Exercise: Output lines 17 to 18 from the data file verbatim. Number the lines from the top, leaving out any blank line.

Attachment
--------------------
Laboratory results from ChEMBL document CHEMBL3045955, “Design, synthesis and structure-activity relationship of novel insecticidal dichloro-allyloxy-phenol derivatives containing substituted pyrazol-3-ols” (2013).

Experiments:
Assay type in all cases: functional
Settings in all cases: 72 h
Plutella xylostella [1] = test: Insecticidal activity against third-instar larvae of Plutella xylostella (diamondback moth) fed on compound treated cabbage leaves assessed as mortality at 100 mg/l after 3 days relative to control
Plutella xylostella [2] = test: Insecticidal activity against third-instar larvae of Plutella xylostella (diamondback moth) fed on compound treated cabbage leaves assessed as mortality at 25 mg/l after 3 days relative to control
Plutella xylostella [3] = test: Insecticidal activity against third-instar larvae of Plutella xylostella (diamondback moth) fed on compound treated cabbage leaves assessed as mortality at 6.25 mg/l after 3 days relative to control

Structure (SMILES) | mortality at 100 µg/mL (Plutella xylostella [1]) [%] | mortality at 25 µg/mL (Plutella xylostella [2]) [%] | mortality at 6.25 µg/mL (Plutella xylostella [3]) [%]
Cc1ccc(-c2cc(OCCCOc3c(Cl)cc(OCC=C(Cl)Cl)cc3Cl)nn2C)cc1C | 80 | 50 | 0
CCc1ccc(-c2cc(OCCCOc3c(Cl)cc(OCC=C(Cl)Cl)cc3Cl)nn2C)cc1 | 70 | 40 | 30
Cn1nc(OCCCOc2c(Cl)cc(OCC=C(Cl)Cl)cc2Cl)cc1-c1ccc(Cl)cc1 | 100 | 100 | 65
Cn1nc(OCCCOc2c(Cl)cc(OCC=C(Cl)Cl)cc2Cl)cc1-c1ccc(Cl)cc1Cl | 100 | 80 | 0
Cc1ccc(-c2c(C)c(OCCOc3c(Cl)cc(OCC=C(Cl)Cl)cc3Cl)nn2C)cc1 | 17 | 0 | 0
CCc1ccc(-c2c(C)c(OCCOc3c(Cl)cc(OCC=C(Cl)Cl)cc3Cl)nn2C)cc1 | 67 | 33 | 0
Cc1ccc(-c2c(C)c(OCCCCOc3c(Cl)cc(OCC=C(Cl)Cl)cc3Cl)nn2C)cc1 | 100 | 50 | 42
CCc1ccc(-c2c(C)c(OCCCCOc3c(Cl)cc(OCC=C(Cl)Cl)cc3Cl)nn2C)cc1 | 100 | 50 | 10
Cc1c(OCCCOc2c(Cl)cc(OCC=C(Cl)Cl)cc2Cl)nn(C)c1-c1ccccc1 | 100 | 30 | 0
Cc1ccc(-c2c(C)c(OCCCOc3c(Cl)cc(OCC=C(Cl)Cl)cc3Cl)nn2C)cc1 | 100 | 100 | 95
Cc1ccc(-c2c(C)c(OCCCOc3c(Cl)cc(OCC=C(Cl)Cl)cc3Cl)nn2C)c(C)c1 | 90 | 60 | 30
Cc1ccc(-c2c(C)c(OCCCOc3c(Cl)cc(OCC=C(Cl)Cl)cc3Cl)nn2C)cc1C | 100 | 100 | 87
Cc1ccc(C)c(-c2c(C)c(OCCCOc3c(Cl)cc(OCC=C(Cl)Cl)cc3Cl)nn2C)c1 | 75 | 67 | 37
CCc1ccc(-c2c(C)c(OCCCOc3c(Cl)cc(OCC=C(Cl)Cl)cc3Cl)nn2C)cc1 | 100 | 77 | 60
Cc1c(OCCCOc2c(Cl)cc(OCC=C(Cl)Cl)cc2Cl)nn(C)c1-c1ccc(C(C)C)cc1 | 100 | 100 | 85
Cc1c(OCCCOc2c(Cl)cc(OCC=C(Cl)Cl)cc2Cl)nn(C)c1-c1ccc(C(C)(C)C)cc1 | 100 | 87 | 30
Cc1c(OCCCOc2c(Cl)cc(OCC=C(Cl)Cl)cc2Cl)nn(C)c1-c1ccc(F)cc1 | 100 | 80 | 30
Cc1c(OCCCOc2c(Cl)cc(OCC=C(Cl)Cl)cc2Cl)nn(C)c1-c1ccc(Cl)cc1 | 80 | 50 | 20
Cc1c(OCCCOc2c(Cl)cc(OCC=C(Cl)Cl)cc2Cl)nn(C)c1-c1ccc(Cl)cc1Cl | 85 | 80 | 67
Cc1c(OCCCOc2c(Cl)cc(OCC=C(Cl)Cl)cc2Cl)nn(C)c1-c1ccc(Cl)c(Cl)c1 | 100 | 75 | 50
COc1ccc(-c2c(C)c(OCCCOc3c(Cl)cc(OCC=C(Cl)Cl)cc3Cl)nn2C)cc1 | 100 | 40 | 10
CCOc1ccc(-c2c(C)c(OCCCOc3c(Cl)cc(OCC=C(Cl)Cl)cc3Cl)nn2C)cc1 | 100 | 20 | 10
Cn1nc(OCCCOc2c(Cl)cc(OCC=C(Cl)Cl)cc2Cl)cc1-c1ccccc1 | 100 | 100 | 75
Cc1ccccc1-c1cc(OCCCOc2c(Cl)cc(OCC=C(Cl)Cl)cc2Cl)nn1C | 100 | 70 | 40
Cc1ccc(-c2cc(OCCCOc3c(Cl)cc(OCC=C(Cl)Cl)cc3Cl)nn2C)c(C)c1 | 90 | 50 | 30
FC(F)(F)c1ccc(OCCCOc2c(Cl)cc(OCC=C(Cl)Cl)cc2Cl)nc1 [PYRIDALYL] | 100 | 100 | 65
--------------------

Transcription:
Cc1c(OCCCOc2c(Cl)cc(OCC=C(Cl)Cl)cc2Cl)nn(C)c1-c1ccccc1 | 100 | 30 | 0
Cc1ccc(-c2c(C)c(OCCCOc3c(Cl)cc(OCC=C(Cl)Cl)cc3Cl)nn2C)cc1 | 100 | 100 | 95